The growing season is going strong and plenty of cool plants are strutting their stuff, so it’s a good time to choose a few candidates for Three Neat Plants. First up, redwhisker clammyweed (Polanisia dodecandra). Gee – doesn’t that common name make you want to rush out and buy it? Personally, I prefer “dwarf cleome.”
It sure looks like the common cleome (Cleome hassleriana), or spider flower, and it’s definitely dwarf, reaching about 2 feet maximum. Both plants have kind of a funky smell, too. Apparently, the main botanical difference between Polanisia and Cleome is the way the seedpods are attached – a minor detail from a gardening perspective. It’s really the flowers that are the best feature.
I usually have the best luck germinating cleome seeds by setting the pots outdoors in March and letting them sprout when they’re ready (normally around late April), and that worked fine for dwarf cleome too. I planted out the seedlings in clumps of two or three in late May. They were in bloom before the end of June and are showing no sign of stopping anytime soon.
Like regular cleome, dwarf cleome thrives in full sun but can take light shade. It’s drought tolerant, and it’s native throughout much of the U.S.. Why don’t more places sell this pretty annual? A few sources I could find include Kansas Native Plants, Native American Seed, and Western Native Seed. My seeds came from the Hardy Plant Society/Mid-Atlantic Group’s Seed Exchange.
Dwarf cleome is by no means a traffic-stopper, but it’s easy, adaptable, and long-flowering, and it’s a plant I look forward to having around for a long time (which is probably a good thing, if it seeds around as much as regular cleome does).
Some years I put a lot of effort into digging up tender plants and trying to overwinter them, but most of the time, I keep just a few things I absolutely don’t want to lose. One bulb that’s always on my must-keep list is ‘Oakhurst’ pineapple lily (Eucomis comosa). I love the foliage, especially when it’s in its glossy, near-black newness in late spring and early summer. Above, it’s with Knautia macedonica and ‘Red Majestic’ contorted hazel (Corylus avellana) in mid-June. Below, it’s with ‘Big Ears’ lamb’s ears in late June.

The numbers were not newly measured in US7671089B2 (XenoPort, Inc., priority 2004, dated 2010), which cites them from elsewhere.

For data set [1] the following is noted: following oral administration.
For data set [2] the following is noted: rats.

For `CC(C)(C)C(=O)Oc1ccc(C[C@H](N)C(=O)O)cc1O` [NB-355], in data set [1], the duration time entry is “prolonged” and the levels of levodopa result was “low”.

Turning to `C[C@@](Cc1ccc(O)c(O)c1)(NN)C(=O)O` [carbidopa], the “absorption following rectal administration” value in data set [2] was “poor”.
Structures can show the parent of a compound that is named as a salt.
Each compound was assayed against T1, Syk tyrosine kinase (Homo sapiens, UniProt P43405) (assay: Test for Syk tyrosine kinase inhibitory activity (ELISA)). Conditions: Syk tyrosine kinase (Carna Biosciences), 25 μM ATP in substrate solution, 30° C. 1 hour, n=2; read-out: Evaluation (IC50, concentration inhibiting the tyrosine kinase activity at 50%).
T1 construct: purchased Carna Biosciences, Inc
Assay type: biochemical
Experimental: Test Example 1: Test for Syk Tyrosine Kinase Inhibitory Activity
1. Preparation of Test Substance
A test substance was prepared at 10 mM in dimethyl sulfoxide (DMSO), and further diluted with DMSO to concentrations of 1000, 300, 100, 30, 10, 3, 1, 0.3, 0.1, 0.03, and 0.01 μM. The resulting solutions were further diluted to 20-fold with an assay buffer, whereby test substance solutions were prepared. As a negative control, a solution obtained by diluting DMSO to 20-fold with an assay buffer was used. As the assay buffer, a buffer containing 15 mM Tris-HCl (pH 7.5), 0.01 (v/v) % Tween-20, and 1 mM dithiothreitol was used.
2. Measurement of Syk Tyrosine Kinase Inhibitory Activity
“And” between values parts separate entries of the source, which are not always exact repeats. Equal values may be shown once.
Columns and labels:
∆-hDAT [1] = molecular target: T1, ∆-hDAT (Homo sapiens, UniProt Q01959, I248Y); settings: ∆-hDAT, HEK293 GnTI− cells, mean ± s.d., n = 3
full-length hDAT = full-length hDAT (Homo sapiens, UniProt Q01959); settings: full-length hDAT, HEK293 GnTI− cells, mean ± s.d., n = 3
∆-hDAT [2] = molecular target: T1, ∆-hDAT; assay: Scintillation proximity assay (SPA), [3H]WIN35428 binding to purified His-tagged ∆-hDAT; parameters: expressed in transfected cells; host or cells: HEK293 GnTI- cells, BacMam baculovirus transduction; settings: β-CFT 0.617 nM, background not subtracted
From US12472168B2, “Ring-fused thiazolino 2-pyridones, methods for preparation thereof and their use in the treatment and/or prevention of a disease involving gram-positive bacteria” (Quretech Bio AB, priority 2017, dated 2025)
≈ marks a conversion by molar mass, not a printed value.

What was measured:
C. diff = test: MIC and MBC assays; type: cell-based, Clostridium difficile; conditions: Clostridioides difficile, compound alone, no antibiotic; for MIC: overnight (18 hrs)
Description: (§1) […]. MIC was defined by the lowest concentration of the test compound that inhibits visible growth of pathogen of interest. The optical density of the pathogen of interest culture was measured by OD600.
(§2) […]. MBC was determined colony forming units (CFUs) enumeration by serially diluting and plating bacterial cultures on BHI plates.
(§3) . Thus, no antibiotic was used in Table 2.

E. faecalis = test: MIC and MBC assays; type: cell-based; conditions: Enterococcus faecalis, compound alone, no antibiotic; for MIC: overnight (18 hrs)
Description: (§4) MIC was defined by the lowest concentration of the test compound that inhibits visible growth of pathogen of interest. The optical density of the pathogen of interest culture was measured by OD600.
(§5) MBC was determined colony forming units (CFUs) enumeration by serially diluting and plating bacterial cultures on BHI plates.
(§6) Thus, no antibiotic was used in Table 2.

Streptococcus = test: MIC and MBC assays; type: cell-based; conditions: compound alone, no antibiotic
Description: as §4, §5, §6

Above is ‘Oakhurst’ with ‘Strawberry Fields’ globe amaranth (Gomphrena haageana), drumstick allium (Allium sphaerocephalon), ‘Taurus’ fleeceflower (Persicaria amplexicaulis), annual phlox (Phlox drummondii), and ‘Aztec Gold’ veronica (Veronica prostrata) in late June. Below, it’s with Diabolo ninebark (Physocarpus opulifolius ‘Monlo’) in mid-June.
As the season progresses, the foliage gets duller and a bit greener, especially when the weather’s hot. I miss the rich color, but this change usually means that bloom time is approaching. Below, it’s paired with ‘Limerock Ruby’ coreopsis in mid-July.
I love the emerging buds.
Above is ‘Oakhurst’ in bud with parsley, ‘Big Ears’ lamb’s ears, blood grass (Imperata cylindrica ‘Rubra’), ‘Plum Crazy’ hibiscus, and Culver’s root (Veronicastrum virginicum) in late July. Below, it’s with ‘Red Splash Select’ polka-dot plant (Hypoestes phyllostachya) and ‘Black Knight’ pincushion flower (Scabiosa atropurpurea) in late July.
I love the flowers.
They start out going straight upward, topping out at about 18 inches. Pretty quickly, though, they start leaning, and since I seldom bother with staking, I’ve learned to like the leaning look. Below is an ‘Oakhurst’ in the company of Diabolo ninebark, Paeonia mollis, and Korean feather reed grass (Calamagrostis brachytricha) in mid-August.